Large 4 BR Colonial located in desired location in Deer field. Boasts Large kitchen and bonus Family room. Full unfinished basement awaiting your design. Attached 2 car garage and some off
Summer Lawn Care
With the summer season already one month in, if you haven't already been doing so, caring for your lawn should begin as soon as possible. Summer is the peak growing season for your lawn, which means that it needs some extra attention during this time. Aside from mowing your lawn, you will need to ensure that your lawn gets the right amount of water. You will also need to attend to your lawn's soil fertility and weed control. By using some simple strategies, you can have a beautiful lawn all summer long!
Mowing your lawn
Mow your lawn once or twice a week. Mowing your lawn regularly is one way to keep it in good health. Mow your lawn twice a week if you have been getting the usual amount of rain for your area, and once a week if your area has been experiencing a drought.
Keep your lawn at about 2.5 to 3 inches (6.4 to 7.6 cm). This is an ideal height for most types of grasses. Measure your grass with a ruler to check the height. If you prefer your lawn to be a little shorter or taller, that is fine, too.
Cut no more than one-third of the total growth each time you mow. It is important to avoid cutting the grass too short, especially when the weather is very hot. During hot weather, your lawn has to put a lot of energy into regrowing grass shoots.
- For example, if the lawn is 6 inches (15 cm) tall, then cut no more than 2 inches (5.1 cm) off.
- Even if your lawn is growing quickly, don't cut more than one-third of the growth. Cut it more often, such as twice per week instead of once per week.
Sharpen the blade in your mower if it is dull. You can check the ends of the grass after mowing your lawn to determine if your mower blade is dull or sharp. If the ends of the grass look yellow or white, then your mower blade is likely dull. Take the blade to a hardware store to get it sharpened.
You can sharpen a lawnmower blade yourself, but you will need some special tools and mechanical knowledge of lawnmowers, such as where the spark plug is located and how to remove it. If you are not comfortable doing this yourself, then taking the blade to a professional is the safest option.
Leave grass clippings on your lawn to fertilize it. A free, effective way to ensure that your lawn is getting the nutrients it needs to stay healthy is to leave grass clippings on the lawn after you mow. Don't collect, rake up, or sweep the grass clippings into the streets. Just leave them where they fall as you mow.
Use rainwater to water your lawn, if possible. Watering a lawn can use up a lot of water, especially if you are using processed tap water. Instead of using the hose, try to capture rainwater in a rainwater collection barrel and use this to water your lawn in the summer. Rainwater is soft, so it is ideal for watering your lawn and other plants and trees in your yard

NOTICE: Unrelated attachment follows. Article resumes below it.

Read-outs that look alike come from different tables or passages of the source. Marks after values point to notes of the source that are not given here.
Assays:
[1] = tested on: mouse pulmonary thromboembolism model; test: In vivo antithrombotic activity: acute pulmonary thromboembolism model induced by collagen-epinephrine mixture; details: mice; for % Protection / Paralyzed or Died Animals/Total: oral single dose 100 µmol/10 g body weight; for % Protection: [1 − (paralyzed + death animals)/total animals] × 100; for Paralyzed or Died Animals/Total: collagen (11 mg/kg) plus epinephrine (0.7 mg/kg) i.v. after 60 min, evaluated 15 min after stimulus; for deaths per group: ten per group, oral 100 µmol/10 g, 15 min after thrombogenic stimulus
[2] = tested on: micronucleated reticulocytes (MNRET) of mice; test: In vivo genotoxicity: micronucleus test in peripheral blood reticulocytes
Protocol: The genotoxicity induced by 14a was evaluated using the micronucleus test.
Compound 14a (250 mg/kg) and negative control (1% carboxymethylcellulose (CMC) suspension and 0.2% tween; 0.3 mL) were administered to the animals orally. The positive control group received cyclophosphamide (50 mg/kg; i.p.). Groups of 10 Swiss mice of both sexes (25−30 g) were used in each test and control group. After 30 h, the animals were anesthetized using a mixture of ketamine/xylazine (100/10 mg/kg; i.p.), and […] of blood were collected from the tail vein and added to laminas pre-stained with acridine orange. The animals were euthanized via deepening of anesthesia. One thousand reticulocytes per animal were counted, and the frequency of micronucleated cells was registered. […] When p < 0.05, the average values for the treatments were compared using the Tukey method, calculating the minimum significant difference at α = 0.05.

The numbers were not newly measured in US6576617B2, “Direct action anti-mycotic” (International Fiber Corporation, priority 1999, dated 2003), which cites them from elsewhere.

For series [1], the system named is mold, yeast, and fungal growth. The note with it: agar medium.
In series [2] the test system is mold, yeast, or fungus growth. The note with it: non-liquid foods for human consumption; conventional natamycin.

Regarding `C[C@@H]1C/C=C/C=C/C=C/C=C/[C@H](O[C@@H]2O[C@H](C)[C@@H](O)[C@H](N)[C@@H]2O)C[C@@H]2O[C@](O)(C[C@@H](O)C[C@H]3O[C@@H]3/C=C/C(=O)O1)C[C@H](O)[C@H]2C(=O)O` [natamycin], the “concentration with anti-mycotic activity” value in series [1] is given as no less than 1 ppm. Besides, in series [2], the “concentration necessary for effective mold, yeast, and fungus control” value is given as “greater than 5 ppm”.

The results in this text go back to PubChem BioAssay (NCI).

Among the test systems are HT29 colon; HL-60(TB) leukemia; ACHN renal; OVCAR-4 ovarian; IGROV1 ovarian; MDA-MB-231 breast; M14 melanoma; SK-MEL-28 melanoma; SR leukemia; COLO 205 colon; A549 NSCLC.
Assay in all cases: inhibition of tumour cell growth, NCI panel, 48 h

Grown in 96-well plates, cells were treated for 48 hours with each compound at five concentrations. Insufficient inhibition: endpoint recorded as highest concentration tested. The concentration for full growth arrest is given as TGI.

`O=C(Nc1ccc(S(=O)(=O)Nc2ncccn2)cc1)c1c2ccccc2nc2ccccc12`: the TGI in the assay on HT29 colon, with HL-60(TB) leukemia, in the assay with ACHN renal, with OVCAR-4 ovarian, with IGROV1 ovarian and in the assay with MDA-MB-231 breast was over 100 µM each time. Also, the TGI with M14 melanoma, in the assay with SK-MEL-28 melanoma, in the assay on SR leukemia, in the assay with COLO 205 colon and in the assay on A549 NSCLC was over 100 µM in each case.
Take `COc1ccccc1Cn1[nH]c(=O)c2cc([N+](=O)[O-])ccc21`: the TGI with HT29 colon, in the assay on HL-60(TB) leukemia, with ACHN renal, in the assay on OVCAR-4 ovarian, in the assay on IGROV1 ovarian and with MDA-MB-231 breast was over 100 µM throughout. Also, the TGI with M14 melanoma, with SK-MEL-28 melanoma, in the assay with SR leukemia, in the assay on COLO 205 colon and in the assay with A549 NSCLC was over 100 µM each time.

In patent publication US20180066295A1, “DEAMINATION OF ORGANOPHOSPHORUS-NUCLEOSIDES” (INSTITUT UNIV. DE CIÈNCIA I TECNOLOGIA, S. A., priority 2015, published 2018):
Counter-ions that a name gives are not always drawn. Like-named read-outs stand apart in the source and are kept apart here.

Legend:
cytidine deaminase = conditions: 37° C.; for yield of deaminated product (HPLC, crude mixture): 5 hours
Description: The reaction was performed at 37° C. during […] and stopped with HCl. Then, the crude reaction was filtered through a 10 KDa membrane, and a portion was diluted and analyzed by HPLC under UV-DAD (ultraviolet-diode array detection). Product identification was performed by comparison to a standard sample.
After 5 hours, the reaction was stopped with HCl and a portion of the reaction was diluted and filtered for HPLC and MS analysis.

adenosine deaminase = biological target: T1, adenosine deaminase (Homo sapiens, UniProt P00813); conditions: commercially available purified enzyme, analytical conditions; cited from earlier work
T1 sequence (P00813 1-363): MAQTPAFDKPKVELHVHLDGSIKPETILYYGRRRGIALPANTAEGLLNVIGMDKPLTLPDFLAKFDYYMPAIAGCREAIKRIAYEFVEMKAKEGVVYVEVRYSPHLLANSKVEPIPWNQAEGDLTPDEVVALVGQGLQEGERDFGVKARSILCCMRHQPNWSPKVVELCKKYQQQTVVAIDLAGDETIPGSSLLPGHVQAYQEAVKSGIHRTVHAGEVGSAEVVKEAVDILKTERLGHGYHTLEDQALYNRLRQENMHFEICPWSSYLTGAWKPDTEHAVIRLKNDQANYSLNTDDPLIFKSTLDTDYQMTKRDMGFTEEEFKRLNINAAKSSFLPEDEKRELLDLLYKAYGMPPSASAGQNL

Get a food grade, 55 gallon barrel (210L) that has a spigot at the bottom of it and place it outside to collect water when it rains.
Skip watering after it rains because enough water will fall directly onto your lawn. Wait to use the rainwater until you hit a dry period.
You can connect a hose to the spigot on the barrel and use the rainwater to water your lawn.
Wait until your lawn starts to turn yellow or brown to water. If you have to water your lawn, water just enough to keep it from turning brown and avoid running sprinklers too regularly. For example, you could turn the sprinklers on for a full night once a week, rather than misting your lawn every night.
Your lawn will usually recover from turning brown. Although, grass can turn yellow or brown quickly during dry periods, this does not mean the grass is dead or dying. It is only becoming dormant; the roots are still alive.
Water your lawn during the cooler parts of the day. Watering your lawn when the sun is shining or when it is hot will not do your lawn much good because the water will evaporate quickly. Water your lawn early in the morning or after the sun goes down. This will allow the grass to soak up the water before the sun dries it up.
- For example, you could set your sprinklers to go off first thing in the morning, or water your lawn with a hose right before you go to bed at night.
- Watch the weather reports too and try to water your lawn on a day that is supposed to be cooler than other days.
Apply a slow-release fertilizer to your lawn once every 6 to 8 weeks, if desired. Applying fertilizer to your grass is optional for a healthy lawn, but doing so can help to keep your lawn healthy longer. Choose a slow-release lawn fertilizer and follow the manufacturer's instructions for how to apply it. Wait until the soil temperature reaches 55Â°F (13Â°C) to apply the first layer of fertilizer, and then apply the fertilizer once every 6 to 8 weeks through the summer and into the fall. Look for a granular fertilizer that you can just sprinkle onto the lawn
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